The AAPG Southwest Section Convention explored a four-dimensional multiverse of geology and reservoirs, combining regional overviews with multi-scale measurements of rocks and sediments, and analyzing rocks in the fourth dimension of geologic time. The result is “Resology,” which general chair Ben Davis defines as “the study of geology and rock reservoirs at big and small scales.” He told conference attendees, “The goal of Resology is effective and efficient hydrocarbon production.”

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American Association of Petroleum Geologists (AAPG)
Explorer Geophysical Corner

The September 2021 Geophysical Corner was an article entitled ‘3-D Visualization and Geobody Picking of Amplitude Anomalies in Deepwater Seismic Data,’ in which we reviewed the use of geobody tools to rapidly visualize the extent of geologic features that give rise to a strong seismic amplitude response. For seismically thin reservoirs, the response of a gas-saturated sandstone gives rise to a trough at the top and a peak at the base. In this case, we would need to select two separate geobodies to map the reservoir.

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American Association of Petroleum Geologists (AAPG)
Explorer Historical Highlights

There are two main oil and gas producing sedimentary areas in France: the Paris Basin and the Aquitaine Basin. The presence of oil seeps and bitumen deposits has been known since ancient times in the western part of the Aquitaine basin, a 35,000-square-kilometer triangular polygon bordered to the north by the city of Bordeaux, to the east by Toulouse and to the south by the Pyrenees Mountain chain separating France from Spain. These hydrocarbon shows were observed close to surface anticlinal structures such as the Sainte-Suzanne dome, southwest of Pau or in the caprocks of salt diapirs at Salies de Bearn and Dax to the north.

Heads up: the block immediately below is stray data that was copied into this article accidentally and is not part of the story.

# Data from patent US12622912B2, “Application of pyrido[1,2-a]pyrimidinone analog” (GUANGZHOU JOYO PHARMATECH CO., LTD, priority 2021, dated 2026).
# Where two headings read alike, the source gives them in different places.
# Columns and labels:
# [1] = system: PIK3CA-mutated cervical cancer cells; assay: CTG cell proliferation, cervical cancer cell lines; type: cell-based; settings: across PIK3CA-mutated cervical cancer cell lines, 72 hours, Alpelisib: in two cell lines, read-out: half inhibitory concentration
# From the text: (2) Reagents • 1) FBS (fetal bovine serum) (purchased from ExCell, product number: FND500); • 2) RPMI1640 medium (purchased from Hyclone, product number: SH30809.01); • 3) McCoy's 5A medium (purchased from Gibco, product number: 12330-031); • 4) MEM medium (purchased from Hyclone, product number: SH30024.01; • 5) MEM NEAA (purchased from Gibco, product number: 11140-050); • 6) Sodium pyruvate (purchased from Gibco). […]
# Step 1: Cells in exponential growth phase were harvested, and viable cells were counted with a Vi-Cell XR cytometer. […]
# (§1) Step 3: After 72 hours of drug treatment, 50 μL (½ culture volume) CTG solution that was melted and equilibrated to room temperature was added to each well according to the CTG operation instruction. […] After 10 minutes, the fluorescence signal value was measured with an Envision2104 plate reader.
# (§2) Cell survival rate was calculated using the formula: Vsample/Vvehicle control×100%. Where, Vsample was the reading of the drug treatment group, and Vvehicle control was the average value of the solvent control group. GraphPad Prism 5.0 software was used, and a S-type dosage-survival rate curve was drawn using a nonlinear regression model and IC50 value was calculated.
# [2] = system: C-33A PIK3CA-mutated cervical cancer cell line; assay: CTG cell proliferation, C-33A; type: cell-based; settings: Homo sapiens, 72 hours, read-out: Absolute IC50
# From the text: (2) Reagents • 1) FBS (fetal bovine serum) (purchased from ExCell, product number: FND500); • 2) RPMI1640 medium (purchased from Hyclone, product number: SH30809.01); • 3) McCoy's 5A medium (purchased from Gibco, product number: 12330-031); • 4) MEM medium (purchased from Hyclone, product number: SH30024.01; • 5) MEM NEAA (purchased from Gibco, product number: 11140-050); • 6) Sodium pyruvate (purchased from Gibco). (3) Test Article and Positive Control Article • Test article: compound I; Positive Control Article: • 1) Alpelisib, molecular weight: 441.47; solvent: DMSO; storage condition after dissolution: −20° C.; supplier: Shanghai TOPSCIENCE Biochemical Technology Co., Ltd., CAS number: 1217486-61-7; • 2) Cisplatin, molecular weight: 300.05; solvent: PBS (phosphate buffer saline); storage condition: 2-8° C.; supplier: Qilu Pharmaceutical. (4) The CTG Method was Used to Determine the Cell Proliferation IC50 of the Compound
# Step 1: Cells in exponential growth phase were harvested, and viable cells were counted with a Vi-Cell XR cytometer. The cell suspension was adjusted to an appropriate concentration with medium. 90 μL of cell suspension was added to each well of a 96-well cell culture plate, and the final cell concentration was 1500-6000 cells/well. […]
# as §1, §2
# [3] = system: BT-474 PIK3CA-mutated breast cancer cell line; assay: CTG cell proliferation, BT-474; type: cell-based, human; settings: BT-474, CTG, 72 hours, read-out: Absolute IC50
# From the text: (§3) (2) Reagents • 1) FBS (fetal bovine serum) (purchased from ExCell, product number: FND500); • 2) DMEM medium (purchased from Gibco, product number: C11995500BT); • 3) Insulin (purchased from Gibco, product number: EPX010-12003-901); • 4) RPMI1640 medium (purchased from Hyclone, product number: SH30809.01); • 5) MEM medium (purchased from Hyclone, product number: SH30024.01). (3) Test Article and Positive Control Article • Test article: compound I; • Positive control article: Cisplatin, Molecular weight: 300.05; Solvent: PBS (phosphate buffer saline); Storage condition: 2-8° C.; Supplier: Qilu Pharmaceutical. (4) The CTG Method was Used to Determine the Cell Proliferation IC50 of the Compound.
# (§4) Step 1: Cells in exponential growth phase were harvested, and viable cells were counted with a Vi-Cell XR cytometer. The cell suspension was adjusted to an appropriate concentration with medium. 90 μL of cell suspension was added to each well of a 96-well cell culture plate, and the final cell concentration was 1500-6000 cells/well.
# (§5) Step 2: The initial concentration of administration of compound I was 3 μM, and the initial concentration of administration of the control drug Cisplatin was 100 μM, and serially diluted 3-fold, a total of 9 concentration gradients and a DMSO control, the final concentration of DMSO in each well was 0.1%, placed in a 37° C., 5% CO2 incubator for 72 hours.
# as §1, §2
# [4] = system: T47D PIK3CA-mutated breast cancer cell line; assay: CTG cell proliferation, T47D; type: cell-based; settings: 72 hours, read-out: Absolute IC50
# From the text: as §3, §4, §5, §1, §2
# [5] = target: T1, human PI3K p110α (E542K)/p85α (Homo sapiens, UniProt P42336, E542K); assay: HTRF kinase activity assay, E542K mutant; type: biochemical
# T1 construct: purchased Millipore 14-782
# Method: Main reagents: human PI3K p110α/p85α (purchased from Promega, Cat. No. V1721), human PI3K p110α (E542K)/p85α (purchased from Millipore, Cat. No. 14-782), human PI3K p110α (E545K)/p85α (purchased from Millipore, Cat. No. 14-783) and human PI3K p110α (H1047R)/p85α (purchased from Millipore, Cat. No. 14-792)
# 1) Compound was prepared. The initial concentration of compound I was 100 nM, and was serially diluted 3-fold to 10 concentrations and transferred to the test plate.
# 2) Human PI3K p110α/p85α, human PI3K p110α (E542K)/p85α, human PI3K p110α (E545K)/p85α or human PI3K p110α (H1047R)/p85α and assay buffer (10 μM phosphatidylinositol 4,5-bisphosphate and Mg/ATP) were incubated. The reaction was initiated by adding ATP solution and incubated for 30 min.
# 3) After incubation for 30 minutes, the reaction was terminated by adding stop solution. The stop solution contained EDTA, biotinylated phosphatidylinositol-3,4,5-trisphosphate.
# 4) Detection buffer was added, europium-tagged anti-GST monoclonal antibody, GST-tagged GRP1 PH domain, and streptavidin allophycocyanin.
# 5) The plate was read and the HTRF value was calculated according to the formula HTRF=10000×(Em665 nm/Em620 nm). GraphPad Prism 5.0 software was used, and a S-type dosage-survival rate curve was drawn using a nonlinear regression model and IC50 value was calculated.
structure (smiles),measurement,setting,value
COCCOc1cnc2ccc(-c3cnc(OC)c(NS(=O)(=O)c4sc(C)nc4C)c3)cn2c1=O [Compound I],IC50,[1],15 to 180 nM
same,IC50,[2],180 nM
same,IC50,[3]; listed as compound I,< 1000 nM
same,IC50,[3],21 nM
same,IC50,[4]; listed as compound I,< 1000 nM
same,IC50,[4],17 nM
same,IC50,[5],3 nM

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American Association of Petroleum Geologists (AAPG)
American Association of Petroleum Geologists (AAPG)
Online e-Symposium
Thursday, 11 February 2010, 12:00 a.m.–12:00 a.m.

Gas hydrates, ice-like substances composed of water and gas molecules (methane, ethane, propane, etc.), occur in permafrost areas and in deep water marine environments.

American Association of Petroleum Geologists (AAPG)
Online e-Symposium
Tuesday, 25 January 2011, 12:00 a.m.–12:00 a.m.

This esymposium takes a close look at workflows associated with resource plays, and analyzes where integration must occur between disciplines, data, and workflows at all phases of the process.

American Association of Petroleum Geologists (AAPG)
Online e-Symposium
Friday, 1 November 2013, 12:00 a.m.–1:00 a.m.

This presentation demonstrates how 3D seismic data will contribute significantly to the understanding of the Marcellus.

American Association of Petroleum Geologists (AAPG)
Online e-Symposium
Thursday, 17 March 2011, 12:00 a.m.–12:00 a.m.

This e-symposium will provide information on which tools, processes, and procedures all geoscientists, engineers, and technical professionals working in shale plays need to understand and implement.

American Association of Petroleum Geologists (AAPG)
American Association of Petroleum Geologists (AAPG)
Online e-Symposium
Thursday, 9 February 2012, 12:00 a.m.–12:00 a.m.

Projects in several shales will be discussed, including Marcellus, Eagle Ford, Haynesville, Fayetteville, Montney, and Barnett, as will several seismically-detectable drivers for success including lithofacies, stress, pre-existing fractures, and pore pressure.